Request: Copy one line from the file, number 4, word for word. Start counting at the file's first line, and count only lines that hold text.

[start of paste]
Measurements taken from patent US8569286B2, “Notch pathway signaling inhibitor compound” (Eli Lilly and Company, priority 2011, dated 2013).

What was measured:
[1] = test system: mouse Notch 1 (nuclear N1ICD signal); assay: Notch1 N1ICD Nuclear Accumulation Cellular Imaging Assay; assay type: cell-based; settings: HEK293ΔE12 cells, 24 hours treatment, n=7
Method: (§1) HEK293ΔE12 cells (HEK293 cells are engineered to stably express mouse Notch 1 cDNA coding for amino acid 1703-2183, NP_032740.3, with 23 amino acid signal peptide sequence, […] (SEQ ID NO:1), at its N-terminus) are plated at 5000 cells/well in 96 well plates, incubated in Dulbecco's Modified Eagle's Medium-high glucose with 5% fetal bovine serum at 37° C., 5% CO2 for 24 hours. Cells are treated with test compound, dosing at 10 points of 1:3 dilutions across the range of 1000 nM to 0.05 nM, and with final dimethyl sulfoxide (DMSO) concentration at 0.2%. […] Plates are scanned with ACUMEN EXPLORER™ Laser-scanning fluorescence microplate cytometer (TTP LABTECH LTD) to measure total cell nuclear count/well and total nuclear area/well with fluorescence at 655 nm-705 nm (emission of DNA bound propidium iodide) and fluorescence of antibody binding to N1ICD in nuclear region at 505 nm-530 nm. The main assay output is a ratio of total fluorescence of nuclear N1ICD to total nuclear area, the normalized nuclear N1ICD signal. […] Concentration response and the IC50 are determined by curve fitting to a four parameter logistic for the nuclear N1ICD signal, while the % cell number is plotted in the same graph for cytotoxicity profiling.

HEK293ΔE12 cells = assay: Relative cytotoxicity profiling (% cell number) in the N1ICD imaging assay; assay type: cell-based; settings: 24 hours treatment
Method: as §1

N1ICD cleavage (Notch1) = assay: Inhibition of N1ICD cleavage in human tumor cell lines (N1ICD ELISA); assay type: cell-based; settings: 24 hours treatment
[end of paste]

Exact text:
Method: (§1) HEK293ΔE12 cells (HEK293 cells are engineered to stably express mouse Notch 1 cDNA coding for amino acid 1703-2183, NP_032740.3, with 23 amino acid signal peptide sequence, […] (SEQ ID NO:1), at its N-terminus) are plated at 5000 cells/well in 96 well plates, incubated in Dulbecco's Modified Eagle's Medium-high glucose with 5% fetal bovine serum at 37° C., 5% CO2 for 24 hours. Cells are treated with test compound, dosing at 10 points of 1:3 dilutions across the range of 1000 nM to 0.05 nM, and with final dimethyl sulfoxide (DMSO) concentration at 0.2%. […] Plates are scanned with ACUMEN EXPLORER™ Laser-scanning fluorescence microplate cytometer (TTP LABTECH LTD) to measure total cell nuclear count/well and total nuclear area/well with fluorescence at 655 nm-705 nm (emission of DNA bound propidium iodide) and fluorescence of antibody binding to N1ICD in nuclear region at 505 nm-530 nm. The main assay output is a ratio of total fluorescence of nuclear N1ICD to total nuclear area, the normalized nuclear N1ICD signal. […] Concentration response and the IC50 are determined by curve fitting to a four parameter logistic for the nuclear N1ICD signal, while the % cell number is plotted in the same graph for cytotoxicity profiling.